A new study has found that rising human carbon dioxide emissions may in fact be affecting the brains and central nervous systems of sea fishes, decreasing their inherent ability to survive.
Carbon dioxide concentrations predicted to occur in the ocean by the end of this century will interfere with fishes’ ability to hear, smell, turn and evade predators, says Professor Philip Munday of the ARC Centre of Excellence for Coral Reef Studies and James Cook University in Townsville, Australia.
“For several years our team have been testing the performance of baby coral fishes in sea water containing higher levels of dissolved CO2 – and it is now pretty clear that they sustain significant disruption to their central nervous system, which is likely to impair their chances of survival,” Prof. Munday says.
The study, entitled “Near-future CO2 levels alter fish behaviour by interfering with neurotransmitter function” and published in the journal Nature Climate Change, Professor Munday and colleagues report on their findings which show that high levels of carbon dioxide in sea water disrupts a key brain receptor – GABA-A – leading to a reversal in their behaviour and sensory abilities.
“We’ve found that elevated CO2 in the oceans can directly interfere with fish neurotransmitter functions, which poses a direct and previously unknown threat to sea life,” Prof. Munday says.
The researchers studied how baby clown and damsel fishes performed alongside their predators in water saturated with carbon dioxide. The predators were somewhat affected, but the baby fish suffered much higher rates of attrition.
“Our early work showed that the sense of smell of baby fish was harmed by higher CO2 in the water – meaning they found it harder to locate a reef to settle on or detect the warning smell of a predator fish. But we suspected there was much more to it than the loss of ability to smell.”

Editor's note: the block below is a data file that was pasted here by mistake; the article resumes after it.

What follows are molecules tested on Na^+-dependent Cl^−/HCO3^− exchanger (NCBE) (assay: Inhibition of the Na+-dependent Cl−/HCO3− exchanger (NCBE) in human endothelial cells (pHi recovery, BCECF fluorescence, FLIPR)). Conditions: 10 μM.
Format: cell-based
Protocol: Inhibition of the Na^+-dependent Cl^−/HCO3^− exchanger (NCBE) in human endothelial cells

The team the looked at whether a fishes’ sense of hearing was affected by the increased carbon dioxide levels. They fond that the fish were confused and no longer avoided reef sounds during the day, making them easy prey for predators.
Their research also showed that the fish tended to lose their natural instinct to turn left or right, an important factor in schooling behaviour which, again, only served to increase their risk of being eaten by predators.
“All this led us to suspect it wasn’t simply damage to their individual senses that was going on – but rather, that higher levels of carbon dioxide were affecting their whole central nervous system.”
Prof. Munday said that around 2.3 billion tonnes of human CO2 emissions dissolve into the world’s oceans every year, causing changes in the chemical environment of the water in which fish and other species live.
“We’ve now established it isn’t simply the acidification of the oceans that is causing disruption – as is the case with shellfish and plankton with chalky skeletons – but the actual dissolved CO2 itself is damaging the fishes’ nervous systems.”